Call it coincidence, a sign of the times, whatever. But in the past week or so, there has been a spate of articles centred around so-called ‘bullshit jobs”. When the words of people like David Graeber reach my eyes and ears, they are actually preaching to the converted. In fact, I’ve been banging on about invented jobs for years. I know about such things. I have form. At least two posts I held whilst working in an academic institution, were literally made up for me, by senior managers, on the hoof. Or should I say, on the back foot? How can we honour his permanent contract without paying him too much? Graeber would have recognised them, instantly, as “bullshit jobs”. He has much to say on the matter, in The Chronicle of Higher Education. Here’s a flavour: “Support staff no longer mainly exist to support the faculty. In fact, not only are many of these newly created jobs in academic administration classic bullshit jobs, but it is the proliferation of these pointless jobs that is responsible for the bullshitization of real work — real work, here, defined not only as teaching and scholarship but also as actually useful administrative work in support of either.”

So when I hear that 70 tonnes of sand is going to be dumped outside the Southampton Guildhall, to recreate a 480 square metre beach in the city centre, guess what I’m thinking. Yes, what kind of starved imagination dreams up a menu of beach soccer, foot volley, sumo wrestling, tug of war, art workshops and sand castle competitions to be played out in the city’s ‘Cultural Quarter’?

According to the Daily Echo, “…a “deckchair trail” around the city will offer the chance for sunny selfies leading to the giant beach.”

Look, I’m not a party pooper, honest I’m not. It’s just that, HELLO, Southampton is a port on the south coast, and there’s a lot of easily accessible where-the-land-meets-the-sea. Plenty of places where you can enjoy a paddle, seashells, salt water, wildlife, and a temporary escape from bullshit, while you’re demolishing a Mr Whippy.

That’s settled, then?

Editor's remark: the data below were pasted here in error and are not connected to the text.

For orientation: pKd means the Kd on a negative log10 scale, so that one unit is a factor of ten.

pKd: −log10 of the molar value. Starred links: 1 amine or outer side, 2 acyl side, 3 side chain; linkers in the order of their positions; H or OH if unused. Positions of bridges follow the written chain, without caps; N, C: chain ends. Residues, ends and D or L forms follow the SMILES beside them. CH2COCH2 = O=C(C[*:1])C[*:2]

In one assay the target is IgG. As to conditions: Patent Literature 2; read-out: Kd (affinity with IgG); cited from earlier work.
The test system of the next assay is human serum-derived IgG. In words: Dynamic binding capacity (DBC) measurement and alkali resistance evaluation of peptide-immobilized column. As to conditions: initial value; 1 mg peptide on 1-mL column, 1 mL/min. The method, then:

Some of you will notice that the name of this blog has changed. It used to be, ‘The Label Fell Off’. I don’t know what I was thinking when I came up with that one. Anyway, I don’t want to dwell on it for too long, although I’m sure a psychologist would have a field day. It’s now called ‘From the Sticks’, which is a fair description of my origins, and an accurate reference to where I live. Not a little thatched cottage in the woods, however. But a rented first floor, two bedroom flat. A habitat, housing association style. A place we decided, 18 years ago, would be temporary, for three years, max.

It’s a comfy home. Plenty of room for two people to move about without bumping into one another. Small enough to ensure that a conversation can take place without shouting, even if we’re occupying different rooms. It’s our base. Our shelter, if you like. A snug retreat, made for withdrawing to. A utilitarian nest designed and built around 45 years ago, to accommodate over 50s and retirees who had previously counted on tied cottages for a roof over their heads. It’s an assured tenancy from where we can emerge into the landscape, at will. And it was the landscape that hooked us almost two decades ago.
The village itself has no definable centre. Although, if pushed, I’d say that our little cluster of social housing, bordered on one side of the Close with detached, privately owned dwellings, is as near to a beating heart as you’ll get, in terms of population density. We have a small pub that’s currently closed, a primary school, garage, village hall, and a telephone exchange that’s close enough to deliver broadband speeds comparable to “Infinity”.
Away from where we are, the rest of the village clings to the tendrils of winding lanes, occasionally blooming around a number of village greens, so cherished that they warrant, collectively, a preservation society – cue The Kinks.